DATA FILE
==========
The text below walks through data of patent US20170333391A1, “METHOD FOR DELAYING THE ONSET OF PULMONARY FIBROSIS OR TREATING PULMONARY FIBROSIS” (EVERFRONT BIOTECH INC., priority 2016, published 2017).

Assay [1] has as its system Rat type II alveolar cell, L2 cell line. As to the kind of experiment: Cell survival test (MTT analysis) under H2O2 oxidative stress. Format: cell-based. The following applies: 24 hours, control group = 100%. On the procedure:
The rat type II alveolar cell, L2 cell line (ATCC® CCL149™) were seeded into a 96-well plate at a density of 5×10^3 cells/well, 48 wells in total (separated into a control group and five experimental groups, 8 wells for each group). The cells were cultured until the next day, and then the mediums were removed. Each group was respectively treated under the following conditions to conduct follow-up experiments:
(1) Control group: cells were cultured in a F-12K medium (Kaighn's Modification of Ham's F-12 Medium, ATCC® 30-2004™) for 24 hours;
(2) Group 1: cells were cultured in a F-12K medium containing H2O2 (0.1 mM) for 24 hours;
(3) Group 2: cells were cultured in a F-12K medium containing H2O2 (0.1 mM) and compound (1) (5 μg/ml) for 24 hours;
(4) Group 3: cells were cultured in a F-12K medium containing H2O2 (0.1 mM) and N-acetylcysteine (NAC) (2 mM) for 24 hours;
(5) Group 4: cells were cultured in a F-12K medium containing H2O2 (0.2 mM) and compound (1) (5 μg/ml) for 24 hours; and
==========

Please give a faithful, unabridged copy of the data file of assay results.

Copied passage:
The text below walks through data of patent US20170333391A1, “METHOD FOR DELAYING THE ONSET OF PULMONARY FIBROSIS OR TREATING PULMONARY FIBROSIS” (EVERFRONT BIOTECH INC., priority 2016, published 2017).

Assay [1] has as its system Rat type II alveolar cell, L2 cell line. As to the kind of experiment: Cell survival test (MTT analysis) under H2O2 oxidative stress. Format: cell-based. The following applies: 24 hours, control group = 100%. On the procedure:
The rat type II alveolar cell, L2 cell line (ATCC® CCL149™) were seeded into a 96-well plate at a density of 5×10^3 cells/well, 48 wells in total (separated into a control group and five experimental groups, 8 wells for each group). The cells were cultured until the next day, and then the mediums were removed. Each group was respectively treated under the following conditions to conduct follow-up experiments:
(1) Control group: cells were cultured in a F-12K medium (Kaighn's Modification of Ham's F-12 Medium, ATCC® 30-2004™) for 24 hours;
(2) Group 1: cells were cultured in a F-12K medium containing H2O2 (0.1 mM) for 24 hours;
(3) Group 2: cells were cultured in a F-12K medium containing H2O2 (0.1 mM) and compound (1) (5 μg/ml) for 24 hours;
(4) Group 3: cells were cultured in a F-12K medium containing H2O2 (0.1 mM) and N-acetylcysteine (NAC) (2 mM) for 24 hours;
(5) Group 4: cells were cultured in a F-12K medium containing H2O2 (0.2 mM) and compound (1) (5 μg/ml) for 24 hours; and